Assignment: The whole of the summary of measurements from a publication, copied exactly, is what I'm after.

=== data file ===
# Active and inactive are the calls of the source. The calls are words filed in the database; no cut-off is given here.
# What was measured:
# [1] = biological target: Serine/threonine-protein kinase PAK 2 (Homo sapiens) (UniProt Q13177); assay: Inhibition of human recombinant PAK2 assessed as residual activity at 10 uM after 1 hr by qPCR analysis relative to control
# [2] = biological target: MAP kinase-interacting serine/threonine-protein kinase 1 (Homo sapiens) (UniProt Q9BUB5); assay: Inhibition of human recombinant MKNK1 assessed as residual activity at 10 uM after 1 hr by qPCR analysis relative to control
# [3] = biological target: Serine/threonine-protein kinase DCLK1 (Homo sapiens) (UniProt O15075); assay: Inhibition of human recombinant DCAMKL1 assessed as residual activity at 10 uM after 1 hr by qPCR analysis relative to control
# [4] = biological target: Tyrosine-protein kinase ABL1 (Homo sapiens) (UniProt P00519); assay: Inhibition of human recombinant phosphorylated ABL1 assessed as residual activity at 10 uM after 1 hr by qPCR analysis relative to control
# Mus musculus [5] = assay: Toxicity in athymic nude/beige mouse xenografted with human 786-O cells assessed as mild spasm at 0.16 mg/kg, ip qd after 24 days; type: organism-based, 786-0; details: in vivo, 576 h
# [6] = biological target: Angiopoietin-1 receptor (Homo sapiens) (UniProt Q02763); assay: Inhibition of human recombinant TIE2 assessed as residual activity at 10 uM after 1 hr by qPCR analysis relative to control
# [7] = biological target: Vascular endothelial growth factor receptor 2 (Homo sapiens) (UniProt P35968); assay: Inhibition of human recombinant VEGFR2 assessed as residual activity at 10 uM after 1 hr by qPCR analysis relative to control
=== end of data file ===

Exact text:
# Active and inactive are the calls of the source. The calls are words filed in the database; no cut-off is given here.
# What was measured:
# [1] = biological target: Serine/threonine-protein kinase PAK 2 (Homo sapiens) (UniProt Q13177); assay: Inhibition of human recombinant PAK2 assessed as residual activity at 10 uM after 1 hr by qPCR analysis relative to control
# [2] = biological target: MAP kinase-interacting serine/threonine-protein kinase 1 (Homo sapiens) (UniProt Q9BUB5); assay: Inhibition of human recombinant MKNK1 assessed as residual activity at 10 uM after 1 hr by qPCR analysis relative to control
# [3] = biological target: Serine/threonine-protein kinase DCLK1 (Homo sapiens) (UniProt O15075); assay: Inhibition of human recombinant DCAMKL1 assessed as residual activity at 10 uM after 1 hr by qPCR analysis relative to control
# [4] = biological target: Tyrosine-protein kinase ABL1 (Homo sapiens) (UniProt P00519); assay: Inhibition of human recombinant phosphorylated ABL1 assessed as residual activity at 10 uM after 1 hr by qPCR analysis relative to control
# Mus musculus [5] = assay: Toxicity in athymic nude/beige mouse xenografted with human 786-O cells assessed as mild spasm at 0.16 mg/kg, ip qd after 24 days; type: organism-based, 786-0; details: in vivo, 576 h
# [6] = biological target: Angiopoietin-1 receptor (Homo sapiens) (UniProt Q02763); assay: Inhibition of human recombinant TIE2 assessed as residual activity at 10 uM after 1 hr by qPCR analysis relative to control
# [7] = biological target: Vascular endothelial growth factor receptor 2 (Homo sapiens) (UniProt P35968); assay: Inhibition of human recombinant VEGFR2 assessed as residual activity at 10 uM after 1 hr by qPCR analysis relative to control